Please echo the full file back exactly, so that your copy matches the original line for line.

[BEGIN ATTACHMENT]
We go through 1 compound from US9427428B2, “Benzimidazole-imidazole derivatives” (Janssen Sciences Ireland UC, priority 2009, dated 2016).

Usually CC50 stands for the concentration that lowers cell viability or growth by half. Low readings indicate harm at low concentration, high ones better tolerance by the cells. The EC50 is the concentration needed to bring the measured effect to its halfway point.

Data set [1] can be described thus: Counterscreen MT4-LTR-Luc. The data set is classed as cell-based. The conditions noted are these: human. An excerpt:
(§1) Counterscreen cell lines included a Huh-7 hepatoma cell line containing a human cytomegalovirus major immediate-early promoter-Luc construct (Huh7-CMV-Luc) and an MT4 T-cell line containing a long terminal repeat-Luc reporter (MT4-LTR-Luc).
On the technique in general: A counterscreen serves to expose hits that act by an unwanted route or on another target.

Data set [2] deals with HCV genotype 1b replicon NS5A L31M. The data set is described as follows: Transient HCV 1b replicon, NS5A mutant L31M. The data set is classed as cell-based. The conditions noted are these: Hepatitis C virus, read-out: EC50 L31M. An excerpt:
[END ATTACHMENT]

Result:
We go through 1 compound from US9427428B2, “Benzimidazole-imidazole derivatives” (Janssen Sciences Ireland UC, priority 2009, dated 2016).

Usually CC50 stands for the concentration that lowers cell viability or growth by half. Low readings indicate harm at low concentration, high ones better tolerance by the cells. The EC50 is the concentration needed to bring the measured effect to its halfway point.

Data set [1] can be described thus: Counterscreen MT4-LTR-Luc. The data set is classed as cell-based. The conditions noted are these: human. An excerpt:
(§1) Counterscreen cell lines included a Huh-7 hepatoma cell line containing a human cytomegalovirus major immediate-early promoter-Luc construct (Huh7-CMV-Luc) and an MT4 T-cell line containing a long terminal repeat-Luc reporter (MT4-LTR-Luc).
On the technique in general: A counterscreen serves to expose hits that act by an unwanted route or on another target.

Data set [2] deals with HCV genotype 1b replicon NS5A L31M. The data set is described as follows: Transient HCV 1b replicon, NS5A mutant L31M. The data set is classed as cell-based. The conditions noted are these: Hepatitis C virus, read-out: EC50 L31M. An excerpt: